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State to deliver more water to Southern California

Allocations to water agencies will be increased by 5% thanks to storms in late February and March. But officials caution that deliveries will still be far less than normal.

March 19, 2009|Bettina Boxall

State officials announced Wednesday they will deliver more water to Southern California this year than previously predicted but cautioned that shipments will remain well below normal.

State water resources director Lester Snow said "a series of very beneficial storms in February and early March" prompted his department to increase allocations to water agencies by 5%.

Snow's characterization of the state's water supply was not as bleak as earlier in the winter, but he said water managers remained "very concerned."

"We still consider we are in a drought and need to take special actions," Snow said.

With the winter storms, statewide snowpack has grown to 86% of average for this date. Reservoir storage is 75% of the norm and statewide precipitation levels are nearly normal.

Lake Oroville, the state system's biggest reservoir, contains more water than it did at this time last year. But San Luis, another important reservoir that holds water for both the state and federal systems, contains only about half what it usually does at this point.

Allocation levels will be reviewed next month and in May, but Snow said he did not anticipate an increase.

Projected deliveries from the State Water Project, which provides about a third of urban Southern California's water, have risen to 20% of full allocation, from 15%.

Agencies seldom get their full contractual allotments. Typical deliveries are closer to 70% of allocations. If they remain at 20%, water shipments would be among the lowest on record for the four-decade-old state project.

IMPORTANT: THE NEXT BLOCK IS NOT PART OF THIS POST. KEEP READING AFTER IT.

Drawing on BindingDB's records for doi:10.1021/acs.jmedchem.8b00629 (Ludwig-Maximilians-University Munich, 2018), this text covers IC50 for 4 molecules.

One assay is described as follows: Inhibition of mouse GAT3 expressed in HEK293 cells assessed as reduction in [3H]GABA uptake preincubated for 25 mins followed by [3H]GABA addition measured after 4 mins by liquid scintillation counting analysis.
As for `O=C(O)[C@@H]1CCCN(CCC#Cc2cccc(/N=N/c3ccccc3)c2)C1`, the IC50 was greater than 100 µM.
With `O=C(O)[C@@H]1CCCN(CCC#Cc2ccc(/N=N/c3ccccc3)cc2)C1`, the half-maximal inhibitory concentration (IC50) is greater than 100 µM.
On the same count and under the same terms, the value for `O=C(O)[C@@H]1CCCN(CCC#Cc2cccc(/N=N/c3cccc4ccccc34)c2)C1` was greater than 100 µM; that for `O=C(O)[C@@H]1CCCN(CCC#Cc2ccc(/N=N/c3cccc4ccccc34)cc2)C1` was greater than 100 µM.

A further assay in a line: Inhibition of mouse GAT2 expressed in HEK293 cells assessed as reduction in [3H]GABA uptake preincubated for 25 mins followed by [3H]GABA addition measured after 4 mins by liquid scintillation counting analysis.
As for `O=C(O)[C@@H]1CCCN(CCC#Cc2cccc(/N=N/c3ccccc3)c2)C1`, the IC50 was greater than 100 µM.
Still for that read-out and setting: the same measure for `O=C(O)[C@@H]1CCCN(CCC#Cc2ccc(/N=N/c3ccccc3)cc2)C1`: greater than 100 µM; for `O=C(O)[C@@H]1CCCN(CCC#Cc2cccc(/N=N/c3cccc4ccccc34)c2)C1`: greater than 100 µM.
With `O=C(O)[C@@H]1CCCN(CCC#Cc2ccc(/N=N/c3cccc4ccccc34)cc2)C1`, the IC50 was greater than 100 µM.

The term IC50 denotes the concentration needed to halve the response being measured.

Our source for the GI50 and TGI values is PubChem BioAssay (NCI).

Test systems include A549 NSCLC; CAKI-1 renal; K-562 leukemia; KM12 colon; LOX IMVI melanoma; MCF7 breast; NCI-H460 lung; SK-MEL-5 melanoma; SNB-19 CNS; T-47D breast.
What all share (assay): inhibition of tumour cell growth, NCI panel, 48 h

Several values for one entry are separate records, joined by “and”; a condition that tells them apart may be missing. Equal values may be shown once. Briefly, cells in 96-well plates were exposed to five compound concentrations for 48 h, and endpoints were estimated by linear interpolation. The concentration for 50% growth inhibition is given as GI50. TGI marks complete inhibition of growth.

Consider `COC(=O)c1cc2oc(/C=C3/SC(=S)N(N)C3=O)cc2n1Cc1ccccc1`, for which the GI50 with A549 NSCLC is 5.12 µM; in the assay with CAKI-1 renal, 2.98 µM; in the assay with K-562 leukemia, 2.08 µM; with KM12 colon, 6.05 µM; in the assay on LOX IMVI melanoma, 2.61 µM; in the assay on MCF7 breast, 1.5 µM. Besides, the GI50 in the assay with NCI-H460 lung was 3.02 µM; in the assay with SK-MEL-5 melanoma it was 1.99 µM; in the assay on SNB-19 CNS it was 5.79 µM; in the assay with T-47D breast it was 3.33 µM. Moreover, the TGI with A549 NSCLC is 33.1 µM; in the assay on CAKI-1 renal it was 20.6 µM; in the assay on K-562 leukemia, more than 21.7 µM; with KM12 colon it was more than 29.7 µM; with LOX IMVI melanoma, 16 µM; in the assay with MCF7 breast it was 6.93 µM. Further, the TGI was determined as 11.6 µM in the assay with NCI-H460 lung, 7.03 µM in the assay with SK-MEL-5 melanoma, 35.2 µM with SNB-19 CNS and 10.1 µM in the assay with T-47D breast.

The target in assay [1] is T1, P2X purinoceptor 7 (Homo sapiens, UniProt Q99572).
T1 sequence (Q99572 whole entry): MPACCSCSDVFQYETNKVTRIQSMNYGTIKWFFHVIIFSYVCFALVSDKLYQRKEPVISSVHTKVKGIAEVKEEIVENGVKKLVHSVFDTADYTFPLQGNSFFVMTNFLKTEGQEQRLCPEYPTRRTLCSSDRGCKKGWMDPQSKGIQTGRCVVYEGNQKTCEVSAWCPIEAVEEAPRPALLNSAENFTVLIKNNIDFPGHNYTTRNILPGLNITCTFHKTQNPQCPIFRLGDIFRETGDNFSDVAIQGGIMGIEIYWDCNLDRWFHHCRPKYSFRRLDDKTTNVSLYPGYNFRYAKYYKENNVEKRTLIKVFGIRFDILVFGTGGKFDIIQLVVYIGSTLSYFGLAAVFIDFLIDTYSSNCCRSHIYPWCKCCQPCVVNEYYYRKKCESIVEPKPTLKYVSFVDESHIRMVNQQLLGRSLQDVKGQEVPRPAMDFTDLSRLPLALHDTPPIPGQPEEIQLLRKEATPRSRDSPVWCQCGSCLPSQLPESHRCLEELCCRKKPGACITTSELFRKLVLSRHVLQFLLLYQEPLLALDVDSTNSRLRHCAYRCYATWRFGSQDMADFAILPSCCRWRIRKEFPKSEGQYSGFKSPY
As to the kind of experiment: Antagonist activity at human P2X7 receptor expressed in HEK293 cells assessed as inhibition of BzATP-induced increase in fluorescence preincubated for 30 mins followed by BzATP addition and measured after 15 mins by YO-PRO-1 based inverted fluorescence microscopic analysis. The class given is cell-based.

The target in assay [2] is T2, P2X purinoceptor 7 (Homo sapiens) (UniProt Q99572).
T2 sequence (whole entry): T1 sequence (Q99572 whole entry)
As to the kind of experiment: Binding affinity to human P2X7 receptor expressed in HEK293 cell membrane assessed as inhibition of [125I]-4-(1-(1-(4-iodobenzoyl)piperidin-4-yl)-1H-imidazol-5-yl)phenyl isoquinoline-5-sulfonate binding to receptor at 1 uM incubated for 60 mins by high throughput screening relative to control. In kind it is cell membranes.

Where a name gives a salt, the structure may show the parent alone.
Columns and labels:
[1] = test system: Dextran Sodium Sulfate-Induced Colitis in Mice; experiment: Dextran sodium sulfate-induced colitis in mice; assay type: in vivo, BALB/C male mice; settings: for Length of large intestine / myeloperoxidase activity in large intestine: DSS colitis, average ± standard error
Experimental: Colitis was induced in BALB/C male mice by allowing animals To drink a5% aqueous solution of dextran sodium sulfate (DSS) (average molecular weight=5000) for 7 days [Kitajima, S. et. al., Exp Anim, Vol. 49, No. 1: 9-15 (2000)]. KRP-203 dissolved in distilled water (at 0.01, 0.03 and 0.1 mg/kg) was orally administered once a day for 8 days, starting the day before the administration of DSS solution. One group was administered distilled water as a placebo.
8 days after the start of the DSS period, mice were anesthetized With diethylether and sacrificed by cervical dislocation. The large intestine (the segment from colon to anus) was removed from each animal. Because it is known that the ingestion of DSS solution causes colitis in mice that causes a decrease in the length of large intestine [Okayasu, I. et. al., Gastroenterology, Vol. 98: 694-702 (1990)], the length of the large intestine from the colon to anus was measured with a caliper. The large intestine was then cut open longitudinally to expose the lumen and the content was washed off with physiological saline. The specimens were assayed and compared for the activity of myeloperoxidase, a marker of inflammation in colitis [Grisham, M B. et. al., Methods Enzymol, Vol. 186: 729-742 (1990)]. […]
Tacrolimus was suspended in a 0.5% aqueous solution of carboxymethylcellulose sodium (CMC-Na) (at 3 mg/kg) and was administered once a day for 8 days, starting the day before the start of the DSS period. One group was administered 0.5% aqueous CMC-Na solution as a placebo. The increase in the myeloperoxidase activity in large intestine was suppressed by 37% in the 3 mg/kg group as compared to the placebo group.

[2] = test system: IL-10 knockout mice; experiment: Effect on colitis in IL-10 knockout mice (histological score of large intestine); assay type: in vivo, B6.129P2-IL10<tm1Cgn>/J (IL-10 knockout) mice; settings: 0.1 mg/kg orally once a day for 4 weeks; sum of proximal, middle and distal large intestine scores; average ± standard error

Los Angeles water and power commissioners cited the delivery figures Tuesday when they approved rate increases to promote a 15% drop in city water use.

The price increases, which will go into effect June 1 unless blocked by the City Council, will raise second-tier rates by 44%.

The second tier kicks in when a customer exceeds a base level of water use, which is set according to typical consumption for residents who live in the same climate zone and have a similar lot size.

Residents whose water use is already well within that base category should not be hit by the price hikes.

City commissioners also have approved restrictions on outdoor watering, which represents about 40% of single-family home consumption in Los Angeles.

Those curbs, which would limit sprinkling to two days a week, are awaiting City Council action.

Water managers and politicians advocating new reservoirs and infrastructure have described the state's water situation in dire terms.

"It's not just an issue of measuring the snowpack or forecasting runoff," Snow said.

He said supply is strained by population growth, curbs on pumping from the Sacramento-San Joaquin River Delta to protect the threatened delta smelt, and a shift to permanent agricultural crops that can't be fallowed easily.

Pumping limits this year have cost the state system enough water to supply more than 300,000 homes, Snow said.

The restrictions, triggered by factors such as the smelt's proximity to the pumps and spawning conditions during winter and spring months, have not been as severe as in some previous years.

A U.S. Fish and Wildlife Service spokesman said no smelt-related flow limits were in place until March 3.

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bettina.boxall@latimes.com

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